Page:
Twitter deleted 200,000 Russian troll tweets. Read them here. - WRCBtv.com | Chattanooga News, Weather & Sports

Twitter deleted 200,000 Russian troll tweets. Read them here.

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People as silhouettes as they check mobile devices. Photo by Chris Ratcliffe / Bloomberg via Getty Images, file People as silhouettes as they check mobile devices. Photo by Chris Ratcliffe / Bloomberg via Getty Images, file

BY BEN POPKEN

NBC News is publishing its database of more than 200,000 tweets that Twitter has tied to "malicious activity" from Russia-linked accounts during the 2016 U.S. presidential election.

These accounts, working in concert as part of large networks, pushed hundreds of thousands of inflammatory tweets, from fictitious tales of Democrats practicing witchcraft to hardline posts from users masquerading as Black Lives Matter activists. Investigators have traced the accounts to a Kremlin-linked propaganda outfit founded in 2013 known as the Internet Research Association (IRA). The organization has been assessed by the U.S. Intelligence Community to be part of a Russian state-run effort to influence the outcome of the 2016 U.S. presidential race. And they're not done.

"There should be no doubt that Russia perceives its past efforts as successful and views the 2018 US midterm elections as a potential target for Russian influence operations," Director of National Intelligence Dan Coats told the Senate Intelligence Committee Tuesday.

"The Russians utilize this tool because it's relatively cheap, it's low risk, it offers what they perceive as plausible deniability and it's proven to be effective at sowing division," he told the annual hearing on worldwide threats. "We expect Russia to continue using propaganda, social media, false flag personas, sympathetic spokesmen, and other means of influence to try to build on its wide range of operations and exacerbate social and political fissures in the United States."

“Frankly, the United States is under attack,” he said.

The depth of this problem is still being understood. In January, Twitter emailed nearly 700,000 users to tell them they may have engaged with the Russian accounts. Less than two weeks later, Twitter announced the number of users notified had more than doubled.

Twitter said it has a "commitment to transparency" and has handed over to Congress a list of 3,814 account names it connected to the IRA. Twitter has since suspended those accounts.

But when Twitter suspends accounts, it deletes their tweets from public view and demands that third parties using its data delete the tweets, too.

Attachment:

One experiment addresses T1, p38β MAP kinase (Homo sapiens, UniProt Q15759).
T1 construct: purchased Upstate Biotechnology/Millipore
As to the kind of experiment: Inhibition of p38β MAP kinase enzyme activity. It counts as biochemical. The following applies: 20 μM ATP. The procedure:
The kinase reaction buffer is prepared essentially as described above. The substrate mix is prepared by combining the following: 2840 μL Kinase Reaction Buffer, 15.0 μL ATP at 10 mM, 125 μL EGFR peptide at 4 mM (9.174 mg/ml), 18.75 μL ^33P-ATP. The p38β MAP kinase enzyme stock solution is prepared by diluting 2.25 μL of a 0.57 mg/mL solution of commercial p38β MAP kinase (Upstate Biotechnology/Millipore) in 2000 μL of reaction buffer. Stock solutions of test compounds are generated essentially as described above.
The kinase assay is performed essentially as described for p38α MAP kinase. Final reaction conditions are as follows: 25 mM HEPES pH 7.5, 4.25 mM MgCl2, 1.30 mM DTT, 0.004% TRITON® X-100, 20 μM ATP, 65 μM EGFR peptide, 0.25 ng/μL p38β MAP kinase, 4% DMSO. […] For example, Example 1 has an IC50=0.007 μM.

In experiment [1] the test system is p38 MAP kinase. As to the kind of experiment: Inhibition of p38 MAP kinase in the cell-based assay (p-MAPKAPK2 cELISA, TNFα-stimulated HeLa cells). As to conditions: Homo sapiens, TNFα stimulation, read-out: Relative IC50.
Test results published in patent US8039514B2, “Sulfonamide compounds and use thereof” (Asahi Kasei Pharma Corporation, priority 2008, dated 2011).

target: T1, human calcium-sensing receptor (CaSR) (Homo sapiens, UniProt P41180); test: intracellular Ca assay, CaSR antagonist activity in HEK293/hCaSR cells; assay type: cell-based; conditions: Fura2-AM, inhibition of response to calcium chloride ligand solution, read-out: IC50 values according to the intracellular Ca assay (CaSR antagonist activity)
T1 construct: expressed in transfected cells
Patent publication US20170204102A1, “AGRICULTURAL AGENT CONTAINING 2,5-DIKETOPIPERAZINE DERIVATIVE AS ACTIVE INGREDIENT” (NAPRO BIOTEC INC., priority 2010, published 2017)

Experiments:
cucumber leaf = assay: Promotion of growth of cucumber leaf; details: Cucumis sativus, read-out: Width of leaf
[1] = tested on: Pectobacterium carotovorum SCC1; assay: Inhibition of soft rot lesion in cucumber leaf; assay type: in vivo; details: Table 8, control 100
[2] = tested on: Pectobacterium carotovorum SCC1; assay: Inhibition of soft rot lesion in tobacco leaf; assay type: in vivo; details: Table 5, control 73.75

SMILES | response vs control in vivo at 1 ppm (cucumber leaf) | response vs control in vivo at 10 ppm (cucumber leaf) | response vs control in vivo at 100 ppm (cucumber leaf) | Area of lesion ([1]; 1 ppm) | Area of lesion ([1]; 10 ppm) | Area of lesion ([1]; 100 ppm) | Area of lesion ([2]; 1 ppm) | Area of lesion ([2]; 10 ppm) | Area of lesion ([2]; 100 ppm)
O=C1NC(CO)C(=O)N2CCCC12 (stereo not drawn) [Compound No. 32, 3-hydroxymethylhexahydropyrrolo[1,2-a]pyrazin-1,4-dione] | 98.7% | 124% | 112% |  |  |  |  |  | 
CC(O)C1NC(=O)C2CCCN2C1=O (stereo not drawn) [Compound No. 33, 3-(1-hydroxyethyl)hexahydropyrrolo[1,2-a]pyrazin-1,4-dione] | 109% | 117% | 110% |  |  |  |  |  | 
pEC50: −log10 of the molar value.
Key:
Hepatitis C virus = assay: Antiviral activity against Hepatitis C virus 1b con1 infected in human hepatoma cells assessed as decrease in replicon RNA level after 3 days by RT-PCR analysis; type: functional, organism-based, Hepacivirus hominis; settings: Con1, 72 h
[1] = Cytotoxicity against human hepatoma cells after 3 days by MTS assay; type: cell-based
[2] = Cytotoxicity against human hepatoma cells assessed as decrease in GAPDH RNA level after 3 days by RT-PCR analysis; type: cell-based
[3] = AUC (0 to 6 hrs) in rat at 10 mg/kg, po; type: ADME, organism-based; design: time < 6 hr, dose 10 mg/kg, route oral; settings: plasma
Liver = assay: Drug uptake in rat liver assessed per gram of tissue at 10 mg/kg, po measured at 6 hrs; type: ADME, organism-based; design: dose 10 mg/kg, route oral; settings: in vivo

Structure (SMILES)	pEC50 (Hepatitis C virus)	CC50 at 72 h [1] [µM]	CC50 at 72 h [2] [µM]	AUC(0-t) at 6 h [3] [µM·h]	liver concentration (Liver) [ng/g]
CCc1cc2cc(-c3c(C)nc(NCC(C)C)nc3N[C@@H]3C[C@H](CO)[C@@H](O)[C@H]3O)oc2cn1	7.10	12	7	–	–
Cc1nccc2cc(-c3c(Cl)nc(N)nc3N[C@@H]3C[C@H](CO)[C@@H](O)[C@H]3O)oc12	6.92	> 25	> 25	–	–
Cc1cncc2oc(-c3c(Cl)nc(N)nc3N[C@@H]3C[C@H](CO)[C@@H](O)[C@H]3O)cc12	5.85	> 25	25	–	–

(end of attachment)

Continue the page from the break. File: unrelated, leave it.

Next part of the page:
Experts say the social media network shouldn't apply the same policies to gadget spammers as to evidence of foreign election interference.

"Twitter's knee jerk reaction is to purge," said David Carroll, an associate professor of media design at the New School. "What it does is erase history in an almost Orwellian way."

At the request of NBC News, three sources familiar with Twitter's data systems cross-referenced the partial list of names released by Congress to create a partial database of tweets that could be recovered. The sources asked to remain anonymous to avoid any politicization of their work or being identified as possibly violating Twitter's developer policy.

NBC News has already used the data to expose how Russian accounts impersonated everyday Americans and drew hundreds of millions of followers, exploiting terrorist attacks, the debates and other breaking news events. Our investigations revealed how the accounts pushed graphic, racist and conspiracy theory-filled disinformation, while flattering, arguing and cajoling more than 40 U.S. politicians, media figures and celebrities into interacting with and amplifying their propaganda.

Despite Twitter's pledges to crack down, Russian trolls and bots are still exploiting the social media platform to interfere with elections, including our midterms. To help shine a light on this persistent threat to democracy, NBC News is open sourcing its data.

If you publish using the data, please credit NBC News and include a link to this page. Send questions to ben.popken@nbcuni.com.

GET THE DATA:

For help getting started with the graph database prepared by our partners at Neo4j's Data Journalism Accelerator program, whose software powered the Panama Papers and Paradise Papersinvestigations, read this.

To recreate a link to an individual tweet found in the spreadsheet, replace "user_key" in https://twitter.com/user_key/status/tweet_id with the screenname from the "user_key" field and "tweet_id" with the number in the "tweet_id" field.

Following the links will lead to a suspended page on Twitter. But some copies of the tweets as they originally appeared, including images, can be found by entering the links on webcaches like archive.org and archive.is.

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